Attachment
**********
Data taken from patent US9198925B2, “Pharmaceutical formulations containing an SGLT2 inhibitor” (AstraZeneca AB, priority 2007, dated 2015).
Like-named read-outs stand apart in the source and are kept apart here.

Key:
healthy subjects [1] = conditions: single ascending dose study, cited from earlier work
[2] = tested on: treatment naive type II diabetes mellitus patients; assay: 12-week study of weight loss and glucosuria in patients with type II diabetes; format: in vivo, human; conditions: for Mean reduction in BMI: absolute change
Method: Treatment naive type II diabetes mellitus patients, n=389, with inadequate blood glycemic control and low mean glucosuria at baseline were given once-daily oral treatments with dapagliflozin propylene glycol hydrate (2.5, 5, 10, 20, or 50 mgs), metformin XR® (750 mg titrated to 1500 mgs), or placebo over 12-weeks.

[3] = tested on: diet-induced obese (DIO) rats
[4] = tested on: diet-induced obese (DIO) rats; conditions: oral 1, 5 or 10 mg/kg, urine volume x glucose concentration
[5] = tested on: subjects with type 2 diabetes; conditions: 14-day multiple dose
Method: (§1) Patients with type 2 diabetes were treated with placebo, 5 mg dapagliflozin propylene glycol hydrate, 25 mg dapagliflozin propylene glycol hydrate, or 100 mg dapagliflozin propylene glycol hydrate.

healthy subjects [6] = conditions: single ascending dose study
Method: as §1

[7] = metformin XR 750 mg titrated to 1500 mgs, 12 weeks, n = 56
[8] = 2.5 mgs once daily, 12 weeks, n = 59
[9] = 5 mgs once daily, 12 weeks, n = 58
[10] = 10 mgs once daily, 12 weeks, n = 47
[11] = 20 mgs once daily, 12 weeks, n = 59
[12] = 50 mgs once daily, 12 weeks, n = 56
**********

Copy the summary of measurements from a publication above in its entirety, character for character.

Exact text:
Data taken from patent US9198925B2, “Pharmaceutical formulations containing an SGLT2 inhibitor” (AstraZeneca AB, priority 2007, dated 2015).
Like-named read-outs stand apart in the source and are kept apart here.

Key:
healthy subjects [1] = conditions: single ascending dose study, cited from earlier work
[2] = tested on: treatment naive type II diabetes mellitus patients; assay: 12-week study of weight loss and glucosuria in patients with type II diabetes; format: in vivo, human; conditions: for Mean reduction in BMI: absolute change
Method: Treatment naive type II diabetes mellitus patients, n=389, with inadequate blood glycemic control and low mean glucosuria at baseline were given once-daily oral treatments with dapagliflozin propylene glycol hydrate (2.5, 5, 10, 20, or 50 mgs), metformin XR® (750 mg titrated to 1500 mgs), or placebo over 12-weeks.

[3] = tested on: diet-induced obese (DIO) rats
[4] = tested on: diet-induced obese (DIO) rats; conditions: oral 1, 5 or 10 mg/kg, urine volume x glucose concentration
[5] = tested on: subjects with type 2 diabetes; conditions: 14-day multiple dose
Method: (§1) Patients with type 2 diabetes were treated with placebo, 5 mg dapagliflozin propylene glycol hydrate, 25 mg dapagliflozin propylene glycol hydrate, or 100 mg dapagliflozin propylene glycol hydrate.

healthy subjects [6] = conditions: single ascending dose study
Method: as §1

[7] = metformin XR 750 mg titrated to 1500 mgs, 12 weeks, n = 56
[8] = 2.5 mgs once daily, 12 weeks, n = 59
[9] = 5 mgs once daily, 12 weeks, n = 58
[10] = 10 mgs once daily, 12 weeks, n = 47
[11] = 20 mgs once daily, 12 weeks, n = 59
[12] = 50 mgs once daily, 12 weeks, n = 56